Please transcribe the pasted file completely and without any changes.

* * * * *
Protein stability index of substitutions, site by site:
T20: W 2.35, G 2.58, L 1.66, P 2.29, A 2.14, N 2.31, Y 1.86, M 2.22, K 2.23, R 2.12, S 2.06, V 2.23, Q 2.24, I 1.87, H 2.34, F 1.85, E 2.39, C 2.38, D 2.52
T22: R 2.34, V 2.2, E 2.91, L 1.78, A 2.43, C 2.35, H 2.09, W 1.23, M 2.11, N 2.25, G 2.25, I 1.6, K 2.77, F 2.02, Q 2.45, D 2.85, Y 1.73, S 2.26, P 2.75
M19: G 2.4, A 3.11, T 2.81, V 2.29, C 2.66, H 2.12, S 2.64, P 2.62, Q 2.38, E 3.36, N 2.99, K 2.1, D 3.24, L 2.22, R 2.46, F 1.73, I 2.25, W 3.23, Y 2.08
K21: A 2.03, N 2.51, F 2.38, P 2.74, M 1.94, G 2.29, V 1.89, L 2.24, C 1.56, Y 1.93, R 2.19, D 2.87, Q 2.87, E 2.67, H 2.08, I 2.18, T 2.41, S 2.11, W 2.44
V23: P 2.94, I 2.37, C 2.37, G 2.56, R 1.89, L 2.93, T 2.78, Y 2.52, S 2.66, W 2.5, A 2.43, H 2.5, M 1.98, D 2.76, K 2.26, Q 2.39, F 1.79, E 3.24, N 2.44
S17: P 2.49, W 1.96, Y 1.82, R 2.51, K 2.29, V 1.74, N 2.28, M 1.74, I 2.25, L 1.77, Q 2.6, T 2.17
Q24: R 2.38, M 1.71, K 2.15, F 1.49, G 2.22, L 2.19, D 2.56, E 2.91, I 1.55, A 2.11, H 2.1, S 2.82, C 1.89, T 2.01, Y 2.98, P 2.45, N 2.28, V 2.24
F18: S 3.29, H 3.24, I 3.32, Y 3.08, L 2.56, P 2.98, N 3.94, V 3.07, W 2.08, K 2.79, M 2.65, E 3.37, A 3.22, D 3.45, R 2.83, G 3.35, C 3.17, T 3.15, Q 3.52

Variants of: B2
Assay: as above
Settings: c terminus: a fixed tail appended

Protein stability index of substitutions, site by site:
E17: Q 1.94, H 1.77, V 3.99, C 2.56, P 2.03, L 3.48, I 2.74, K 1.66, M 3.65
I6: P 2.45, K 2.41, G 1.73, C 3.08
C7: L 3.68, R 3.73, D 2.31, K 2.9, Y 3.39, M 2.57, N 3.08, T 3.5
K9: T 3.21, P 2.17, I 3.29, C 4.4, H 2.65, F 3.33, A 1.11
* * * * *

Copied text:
Protein stability index of substitutions, site by site:
T20: W 2.35, G 2.58, L 1.66, P 2.29, A 2.14, N 2.31, Y 1.86, M 2.22, K 2.23, R 2.12, S 2.06, V 2.23, Q 2.24, I 1.87, H 2.34, F 1.85, E 2.39, C 2.38, D 2.52
T22: R 2.34, V 2.2, E 2.91, L 1.78, A 2.43, C 2.35, H 2.09, W 1.23, M 2.11, N 2.25, G 2.25, I 1.6, K 2.77, F 2.02, Q 2.45, D 2.85, Y 1.73, S 2.26, P 2.75
M19: G 2.4, A 3.11, T 2.81, V 2.29, C 2.66, H 2.12, S 2.64, P 2.62, Q 2.38, E 3.36, N 2.99, K 2.1, D 3.24, L 2.22, R 2.46, F 1.73, I 2.25, W 3.23, Y 2.08
K21: A 2.03, N 2.51, F 2.38, P 2.74, M 1.94, G 2.29, V 1.89, L 2.24, C 1.56, Y 1.93, R 2.19, D 2.87, Q 2.87, E 2.67, H 2.08, I 2.18, T 2.41, S 2.11, W 2.44
V23: P 2.94, I 2.37, C 2.37, G 2.56, R 1.89, L 2.93, T 2.78, Y 2.52, S 2.66, W 2.5, A 2.43, H 2.5, M 1.98, D 2.76, K 2.26, Q 2.39, F 1.79, E 3.24, N 2.44
S17: P 2.49, W 1.96, Y 1.82, R 2.51, K 2.29, V 1.74, N 2.28, M 1.74, I 2.25, L 1.77, Q 2.6, T 2.17
Q24: R 2.38, M 1.71, K 2.15, F 1.49, G 2.22, L 2.19, D 2.56, E 2.91, I 1.55, A 2.11, H 2.1, S 2.82, C 1.89, T 2.01, Y 2.98, P 2.45, N 2.28, V 2.24
F18: S 3.29, H 3.24, I 3.32, Y 3.08, L 2.56, P 2.98, N 3.94, V 3.07, W 2.08, K 2.79, M 2.65, E 3.37, A 3.22, D 3.45, R 2.83, G 3.35, C 3.17, T 3.15, Q 3.52

Variants of: B2
Assay: as above
Settings: c terminus: a fixed tail appended

Protein stability index of substitutions, site by site:
E17: Q 1.94, H 1.77, V 3.99, C 2.56, P 2.03, L 3.48, I 2.74, K 1.66, M 3.65
I6: P 2.45, K 2.41, G 1.73, C 3.08
C7: L 3.68, R 3.73, D 2.31, K 2.9, Y 3.39, M 2.57, N 3.08, T 3.5
K9: T 3.21, P 2.17, I 3.29, C 4.4, H 2.65, F 3.33, A 1.11